Injured Workers Deserve Protection

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Were you denied benefits for being an independent contractor?

Let’s say you show up to work at your construction job every day and work carefully alongside your colleagues – who are painters, carpenters and roofers. It looks like you’re all employees together, and the same boss pays your salary. The thing is, you’re classified as an “independent contractor,” but coworkers are “employees.”

As a result, when you fell off a scaffold and broke your leg, your employer and its insurance company tried to use the fact that you’re an independent contractor as a reason not to pay for your medical care.

You’ve been at home recovering for the last month, unable to work and unable earn an income, and your financial situation is tight. Is there anything you can do to get workers’ compensation benefits?

Contractors and the Wisconsin Worker’s Compensation Act

The answer to this question largely depends on whether you’re truly an independent contractor or not. In some cases, insurance firms will try to classify you as an independent contractor to avoid paying the workers’ compensation benefits you deserve.

Under the Wisconsin Workers’ Compensation Act, “employees” eligible to receive workers’ compensation benefits have a very precise definition. If you are currently working under the category of independent contractor, for example, it’s possible that a misclassification has occurred. It’s also possible that you could assert legal arguments to prove that you are an “employee” so you can receive workers’ compensation coverage.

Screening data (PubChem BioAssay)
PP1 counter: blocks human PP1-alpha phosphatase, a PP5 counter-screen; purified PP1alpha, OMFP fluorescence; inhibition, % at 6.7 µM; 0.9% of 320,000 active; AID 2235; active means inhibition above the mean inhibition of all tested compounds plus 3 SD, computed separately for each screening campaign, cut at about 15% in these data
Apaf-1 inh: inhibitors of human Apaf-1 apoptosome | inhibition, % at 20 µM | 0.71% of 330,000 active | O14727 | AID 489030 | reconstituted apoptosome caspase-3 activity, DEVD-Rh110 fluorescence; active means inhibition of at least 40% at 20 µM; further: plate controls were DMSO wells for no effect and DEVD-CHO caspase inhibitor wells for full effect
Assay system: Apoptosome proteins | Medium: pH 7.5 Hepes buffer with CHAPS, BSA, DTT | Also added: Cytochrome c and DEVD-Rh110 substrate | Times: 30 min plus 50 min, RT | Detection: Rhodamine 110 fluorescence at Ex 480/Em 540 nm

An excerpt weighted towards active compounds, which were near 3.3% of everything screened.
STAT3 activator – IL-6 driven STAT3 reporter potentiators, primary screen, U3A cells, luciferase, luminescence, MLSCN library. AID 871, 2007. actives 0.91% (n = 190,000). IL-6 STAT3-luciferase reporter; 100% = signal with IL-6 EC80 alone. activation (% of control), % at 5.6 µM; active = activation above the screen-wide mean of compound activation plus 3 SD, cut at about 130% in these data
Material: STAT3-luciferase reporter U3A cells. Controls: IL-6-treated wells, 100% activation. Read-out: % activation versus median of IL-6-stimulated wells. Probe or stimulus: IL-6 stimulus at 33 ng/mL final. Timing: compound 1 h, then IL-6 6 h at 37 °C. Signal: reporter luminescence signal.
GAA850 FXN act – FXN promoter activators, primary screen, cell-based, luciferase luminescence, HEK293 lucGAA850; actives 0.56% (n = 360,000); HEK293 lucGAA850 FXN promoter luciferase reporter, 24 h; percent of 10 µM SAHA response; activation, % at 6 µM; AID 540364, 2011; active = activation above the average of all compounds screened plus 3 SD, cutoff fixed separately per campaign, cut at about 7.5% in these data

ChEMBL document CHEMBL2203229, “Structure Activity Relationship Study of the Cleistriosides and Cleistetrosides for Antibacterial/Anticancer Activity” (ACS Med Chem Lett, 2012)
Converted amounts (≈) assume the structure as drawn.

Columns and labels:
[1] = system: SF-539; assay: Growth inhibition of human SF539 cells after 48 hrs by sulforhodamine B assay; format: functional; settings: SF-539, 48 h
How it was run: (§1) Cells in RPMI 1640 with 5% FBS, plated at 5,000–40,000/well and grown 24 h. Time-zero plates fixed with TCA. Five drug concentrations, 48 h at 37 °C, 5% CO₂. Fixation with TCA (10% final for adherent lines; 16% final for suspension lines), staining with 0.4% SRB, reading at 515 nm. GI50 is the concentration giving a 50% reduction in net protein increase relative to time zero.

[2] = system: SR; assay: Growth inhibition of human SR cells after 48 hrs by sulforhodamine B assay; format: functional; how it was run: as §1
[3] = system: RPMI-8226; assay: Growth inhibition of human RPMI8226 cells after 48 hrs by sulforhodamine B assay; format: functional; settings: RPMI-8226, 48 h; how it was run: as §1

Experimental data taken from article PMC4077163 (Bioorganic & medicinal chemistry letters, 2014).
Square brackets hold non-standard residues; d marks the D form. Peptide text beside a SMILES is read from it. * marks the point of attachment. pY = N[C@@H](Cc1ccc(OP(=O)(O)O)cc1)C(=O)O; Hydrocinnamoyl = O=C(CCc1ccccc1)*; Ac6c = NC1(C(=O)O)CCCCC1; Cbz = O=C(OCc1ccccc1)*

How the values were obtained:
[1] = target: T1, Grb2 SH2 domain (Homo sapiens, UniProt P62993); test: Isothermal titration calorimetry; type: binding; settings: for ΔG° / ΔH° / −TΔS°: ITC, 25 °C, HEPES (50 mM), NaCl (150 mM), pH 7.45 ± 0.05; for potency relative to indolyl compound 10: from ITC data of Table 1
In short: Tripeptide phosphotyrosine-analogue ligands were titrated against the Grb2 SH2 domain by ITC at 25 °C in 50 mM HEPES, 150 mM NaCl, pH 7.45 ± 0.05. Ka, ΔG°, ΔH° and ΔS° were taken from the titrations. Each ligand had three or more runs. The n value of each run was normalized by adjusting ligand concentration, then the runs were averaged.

The Wisconsin Workers’ Compensation Act dictates that a worker must pass a nine-part test before an insurance company can claim him or her as an “independent contractor” and deny workers’ compensation benefits. If any of the following nine factors are not true for a worker, then he or she might not be an independent contractor:

  1. Works as a separate business
  2. Has filed for self-employment or business income with the IRS the previous year for the same type of work performed, or possesses a Federal Employer Identification Number
  3. Works under a contract
  4. Must pay for his or her own operating expenses as per the contract
  5. Holds responsibility for work completed as per the contract
  6. Holds responsibility for job performance as per the contract
  7. Receives payment based on the contract, by the job, on commission or via a competitive bid
  8. May experience loss and profits through the course of performing work as per the contract
  9. Needs to pay for business expenses, liabilities and obligations
  10. If costs surpass income, the worker could succeed or fail in his or her business

Were you denied workers’ benefits due to a misclassification?

It’s not uncommon for a Wisconsin employee to suffer from a misclassification of employment status. If you want to know if an inappropriate denial of workers’ compensation benefits occurred due to an independent contractor misclassification, contact an experienced workers’ compensation benefits lawyer. You might be able to assert your legal rights in court and seek the benefits you need.